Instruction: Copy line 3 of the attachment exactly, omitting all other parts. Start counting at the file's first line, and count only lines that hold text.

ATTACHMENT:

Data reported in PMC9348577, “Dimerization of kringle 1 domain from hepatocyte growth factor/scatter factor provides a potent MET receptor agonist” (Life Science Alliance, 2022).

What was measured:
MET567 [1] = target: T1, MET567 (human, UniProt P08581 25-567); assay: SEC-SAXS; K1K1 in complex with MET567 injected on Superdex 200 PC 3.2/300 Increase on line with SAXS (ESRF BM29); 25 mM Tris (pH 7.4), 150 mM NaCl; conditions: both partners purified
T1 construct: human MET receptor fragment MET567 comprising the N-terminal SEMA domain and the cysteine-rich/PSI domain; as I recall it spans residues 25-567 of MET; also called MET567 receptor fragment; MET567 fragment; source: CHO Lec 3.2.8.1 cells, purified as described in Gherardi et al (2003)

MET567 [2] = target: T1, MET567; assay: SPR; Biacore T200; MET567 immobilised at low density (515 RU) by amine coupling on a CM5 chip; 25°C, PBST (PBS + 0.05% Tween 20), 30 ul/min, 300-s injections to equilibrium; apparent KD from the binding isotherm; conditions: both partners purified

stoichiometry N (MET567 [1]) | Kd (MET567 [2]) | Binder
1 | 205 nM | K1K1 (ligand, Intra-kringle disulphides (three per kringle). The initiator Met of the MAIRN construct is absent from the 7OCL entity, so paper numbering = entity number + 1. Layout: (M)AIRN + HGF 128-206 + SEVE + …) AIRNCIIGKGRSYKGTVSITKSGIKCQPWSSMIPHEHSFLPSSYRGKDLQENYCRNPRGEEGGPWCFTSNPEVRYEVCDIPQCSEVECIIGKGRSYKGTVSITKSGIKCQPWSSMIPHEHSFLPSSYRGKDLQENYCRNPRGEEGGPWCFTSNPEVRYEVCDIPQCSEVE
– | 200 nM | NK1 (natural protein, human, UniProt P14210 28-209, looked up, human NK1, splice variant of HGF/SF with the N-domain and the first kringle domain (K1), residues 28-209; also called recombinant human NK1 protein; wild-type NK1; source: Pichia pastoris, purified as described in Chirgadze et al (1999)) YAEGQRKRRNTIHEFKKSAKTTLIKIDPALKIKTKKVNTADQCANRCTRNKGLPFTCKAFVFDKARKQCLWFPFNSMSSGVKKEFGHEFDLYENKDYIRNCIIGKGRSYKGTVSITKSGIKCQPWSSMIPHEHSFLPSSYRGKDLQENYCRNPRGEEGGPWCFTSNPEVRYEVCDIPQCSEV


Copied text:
MET567 [1] = target: T1, MET567 (human, UniProt P08581 25-567); assay: SEC-SAXS; K1K1 in complex with MET567 injected on Superdex 200 PC 3.2/300 Increase on line with SAXS (ESRF BM29); 25 mM Tris (pH 7.4), 150 mM NaCl; conditions: both partners purified